Healthcare Reform and the Government's Role

Why is everyone worried about the government controlling our healthcare system ["Insurance Industry Supports Healthcare Reform—Say It Ain't So!" usnews.com]?

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Why is everyone worried about the government controlling our healthcare system ["Insurance Industry Supports Healthcare Reform—Say It Ain't So!" usnews.com]? Didn't we, the people of the United States, vote to have these people run the country? Why is it that we don't trust them to come up with a healthcare system that can be great for everyone no matter what income or lack of income an individual has? Canada, France, and even Cuba, has a better healthcare system than the U.S. Look it up. We are 35th on the list of which country has the best healthcare system in the world. We need healthcare reform. We don't need to be afraid of our government, but rally against decisions made by them that cause a reform to have a negative impact. Sure we'll probably have raised taxes but at what cost—no premiums, no co-pays, and no letters reading "denied" from insurance companies? Everyone paying small taxes all year to help everyone in need of healthcare instead of paying huge lump sums if you get sick, on top of your premiums you pay every month, sounds good to me!

Comment by Angel Taylor of CA

The healthcare problem was caused by the government—and right now the government is the single largest purchaser of healthcare in this country. They cannot control the costs because their system encourages the costs to go up. We need to get the government out of healthcare or it will decide whom you can see, what healthcare you can get, etc.

Comment by Richard Loomis of MA

The only way to get Congress to do anything on healthcare is to make them part of the system every American has to deal with. Right now they have a sweet deal when it comes to healthcare. They have nothing at risk and no reason to change it since it doesn't affect them or their families. In fact they have every reason not to change it because changing it will effect contributions made to their campaigns not to mention all the other perks from insurance companies and lobbyists.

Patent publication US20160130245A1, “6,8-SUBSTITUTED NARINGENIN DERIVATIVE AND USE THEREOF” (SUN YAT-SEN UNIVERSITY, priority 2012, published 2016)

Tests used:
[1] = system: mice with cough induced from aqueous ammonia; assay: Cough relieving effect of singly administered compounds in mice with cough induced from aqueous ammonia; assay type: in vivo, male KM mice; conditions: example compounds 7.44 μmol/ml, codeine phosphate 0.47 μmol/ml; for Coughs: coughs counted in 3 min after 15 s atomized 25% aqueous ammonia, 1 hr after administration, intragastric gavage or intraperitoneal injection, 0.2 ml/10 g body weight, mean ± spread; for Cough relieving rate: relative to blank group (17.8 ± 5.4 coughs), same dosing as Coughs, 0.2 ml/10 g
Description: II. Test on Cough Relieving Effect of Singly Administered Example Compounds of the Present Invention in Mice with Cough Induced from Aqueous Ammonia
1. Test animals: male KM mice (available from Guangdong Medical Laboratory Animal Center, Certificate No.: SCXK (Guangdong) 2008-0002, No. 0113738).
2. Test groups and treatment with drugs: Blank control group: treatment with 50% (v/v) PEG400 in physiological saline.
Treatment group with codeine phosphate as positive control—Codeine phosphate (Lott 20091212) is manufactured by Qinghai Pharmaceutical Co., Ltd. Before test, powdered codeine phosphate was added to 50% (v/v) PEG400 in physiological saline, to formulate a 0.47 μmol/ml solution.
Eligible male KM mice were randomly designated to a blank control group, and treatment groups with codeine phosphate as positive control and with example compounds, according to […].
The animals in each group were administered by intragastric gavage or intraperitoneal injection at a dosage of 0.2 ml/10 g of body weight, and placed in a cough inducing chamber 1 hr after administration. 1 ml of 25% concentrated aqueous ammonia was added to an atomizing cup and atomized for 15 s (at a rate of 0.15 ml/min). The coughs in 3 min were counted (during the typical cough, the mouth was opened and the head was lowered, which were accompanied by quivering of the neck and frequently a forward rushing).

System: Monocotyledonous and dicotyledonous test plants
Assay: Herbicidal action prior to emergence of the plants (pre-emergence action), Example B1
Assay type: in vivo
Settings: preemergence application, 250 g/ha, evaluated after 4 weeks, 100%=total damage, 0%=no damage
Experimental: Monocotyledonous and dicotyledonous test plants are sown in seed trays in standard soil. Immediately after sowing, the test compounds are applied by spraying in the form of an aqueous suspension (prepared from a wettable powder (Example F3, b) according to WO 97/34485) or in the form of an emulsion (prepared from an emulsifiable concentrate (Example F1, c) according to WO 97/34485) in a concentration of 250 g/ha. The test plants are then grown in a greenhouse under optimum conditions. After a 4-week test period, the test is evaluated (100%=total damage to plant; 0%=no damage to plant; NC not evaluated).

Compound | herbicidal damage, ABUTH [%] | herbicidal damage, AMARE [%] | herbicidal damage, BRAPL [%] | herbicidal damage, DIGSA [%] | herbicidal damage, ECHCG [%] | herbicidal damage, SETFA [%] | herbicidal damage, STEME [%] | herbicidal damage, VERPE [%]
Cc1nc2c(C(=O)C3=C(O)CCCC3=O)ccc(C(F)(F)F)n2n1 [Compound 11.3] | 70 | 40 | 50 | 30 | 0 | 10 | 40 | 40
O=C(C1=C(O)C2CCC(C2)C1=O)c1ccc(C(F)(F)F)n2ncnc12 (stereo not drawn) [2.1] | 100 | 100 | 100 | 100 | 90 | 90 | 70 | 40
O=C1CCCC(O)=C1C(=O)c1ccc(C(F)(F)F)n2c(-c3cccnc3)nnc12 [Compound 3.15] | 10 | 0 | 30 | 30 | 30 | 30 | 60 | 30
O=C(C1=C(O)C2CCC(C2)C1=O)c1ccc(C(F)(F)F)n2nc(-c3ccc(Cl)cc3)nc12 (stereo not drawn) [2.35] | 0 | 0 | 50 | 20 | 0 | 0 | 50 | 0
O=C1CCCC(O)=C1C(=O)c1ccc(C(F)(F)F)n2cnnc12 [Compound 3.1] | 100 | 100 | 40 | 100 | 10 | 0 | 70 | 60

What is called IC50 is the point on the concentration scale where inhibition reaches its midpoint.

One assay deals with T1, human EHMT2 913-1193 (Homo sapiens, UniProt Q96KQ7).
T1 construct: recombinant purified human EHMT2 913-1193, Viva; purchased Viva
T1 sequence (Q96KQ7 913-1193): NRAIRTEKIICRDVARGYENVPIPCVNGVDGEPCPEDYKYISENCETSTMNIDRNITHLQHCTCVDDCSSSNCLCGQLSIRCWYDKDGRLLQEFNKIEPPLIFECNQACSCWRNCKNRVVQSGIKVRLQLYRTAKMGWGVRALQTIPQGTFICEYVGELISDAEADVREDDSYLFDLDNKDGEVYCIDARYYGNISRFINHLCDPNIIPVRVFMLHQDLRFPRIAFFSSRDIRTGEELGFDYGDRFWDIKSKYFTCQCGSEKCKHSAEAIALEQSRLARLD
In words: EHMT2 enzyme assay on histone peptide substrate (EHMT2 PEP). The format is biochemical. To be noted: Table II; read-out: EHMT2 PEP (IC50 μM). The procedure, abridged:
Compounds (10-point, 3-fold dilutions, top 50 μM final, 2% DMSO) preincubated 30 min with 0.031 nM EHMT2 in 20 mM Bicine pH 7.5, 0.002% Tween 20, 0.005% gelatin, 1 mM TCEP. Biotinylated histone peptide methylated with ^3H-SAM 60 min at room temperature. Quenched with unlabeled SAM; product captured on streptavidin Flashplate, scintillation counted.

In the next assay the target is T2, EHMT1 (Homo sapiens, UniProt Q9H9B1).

Comment by Irene Campbell of NC

I know this may sound terse, but perhaps we should focus on the food industry and all the bad things we put into our bodies that make us sick. This problem can never be addressed by addressing only a part of it. We need a bold new approach. This means focus on the medical industry and the food industry and the fossil fuel industry along with a host of other greed based markets.

Comment by Richard of CA

I for one am in favor of socialized medicine. It's worked great in Canada for years. For those who have health insurance through their jobs, I'm sure it must be great. I had it in the late 1970s and early 1980s myself. After leaving that union job, I haven't been able to afford it since. My wife and I both suffer from severe illnesses, and I disagree with the general public having to pay for our well being. In Washington state, there is basic health insurance available on a sliding scale. It's in jeopardy of being axed. I am a strong believer that all should have medical and dental in the U.S.

Comment by A.R. Montgom ery of WA

Healthcare is a complex issue. Everyone deserves to receive help when they are sick, however if we have universal healthcare medical resources will be spread too thin. My worry is if we have universal healthcare, then the quality of care will be below average at best. I think we should start by regulating drug companies, and capping specific drug costs while still rewarding the innovators through government compensation.

Comment by Josh of CO

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